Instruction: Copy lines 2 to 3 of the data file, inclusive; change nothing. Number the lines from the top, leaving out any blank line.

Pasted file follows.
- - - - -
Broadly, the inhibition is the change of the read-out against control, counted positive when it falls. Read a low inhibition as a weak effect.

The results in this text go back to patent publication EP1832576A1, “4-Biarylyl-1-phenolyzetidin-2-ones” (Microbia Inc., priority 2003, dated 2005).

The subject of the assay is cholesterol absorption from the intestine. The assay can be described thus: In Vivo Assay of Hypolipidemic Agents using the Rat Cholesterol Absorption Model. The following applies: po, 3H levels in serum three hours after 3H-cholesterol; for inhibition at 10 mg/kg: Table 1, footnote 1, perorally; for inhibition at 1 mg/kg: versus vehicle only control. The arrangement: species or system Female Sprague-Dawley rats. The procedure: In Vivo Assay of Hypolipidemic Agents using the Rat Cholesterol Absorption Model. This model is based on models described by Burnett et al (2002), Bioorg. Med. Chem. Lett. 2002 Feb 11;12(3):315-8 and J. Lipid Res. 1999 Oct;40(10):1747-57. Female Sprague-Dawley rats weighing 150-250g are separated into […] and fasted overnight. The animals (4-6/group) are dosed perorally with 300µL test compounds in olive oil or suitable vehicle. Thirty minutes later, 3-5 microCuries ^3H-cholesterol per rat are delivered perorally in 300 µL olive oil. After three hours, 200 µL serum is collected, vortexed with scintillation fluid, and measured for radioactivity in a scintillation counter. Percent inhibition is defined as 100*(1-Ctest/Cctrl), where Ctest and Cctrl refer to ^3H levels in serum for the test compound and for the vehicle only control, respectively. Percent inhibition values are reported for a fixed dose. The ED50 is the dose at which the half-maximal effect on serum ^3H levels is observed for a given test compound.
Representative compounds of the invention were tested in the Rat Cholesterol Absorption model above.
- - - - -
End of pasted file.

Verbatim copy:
The results in this text go back to patent publication EP1832576A1, “4-Biarylyl-1-phenolyzetidin-2-ones” (Microbia Inc., priority 2003, dated 2005).

The subject of the assay is cholesterol absorption from the intestine. The assay can be described thus: In Vivo Assay of Hypolipidemic Agents using the Rat Cholesterol Absorption Model. The following applies: po, 3H levels in serum three hours after 3H-cholesterol; for inhibition at 10 mg/kg: Table 1, footnote 1, perorally; for inhibition at 1 mg/kg: versus vehicle only control. The arrangement: species or system Female Sprague-Dawley rats. The procedure: In Vivo Assay of Hypolipidemic Agents using the Rat Cholesterol Absorption Model. This model is based on models described by Burnett et al (2002), Bioorg. Med. Chem. Lett. 2002 Feb 11;12(3):315-8 and J. Lipid Res. 1999 Oct;40(10):1747-57. Female Sprague-Dawley rats weighing 150-250g are separated into […] and fasted overnight. The animals (4-6/group) are dosed perorally with 300µL test compounds in olive oil or suitable vehicle. Thirty minutes later, 3-5 microCuries ^3H-cholesterol per rat are delivered perorally in 300 µL olive oil. After three hours, 200 µL serum is collected, vortexed with scintillation fluid, and measured for radioactivity in a scintillation counter. Percent inhibition is defined as 100*(1-Ctest/Cctrl), where Ctest and Cctrl refer to ^3H levels in serum for the test compound and for the vehicle only control, respectively. Percent inhibition values are reported for a fixed dose. The ED50 is the dose at which the half-maximal effect on serum ^3H levels is observed for a given test compound.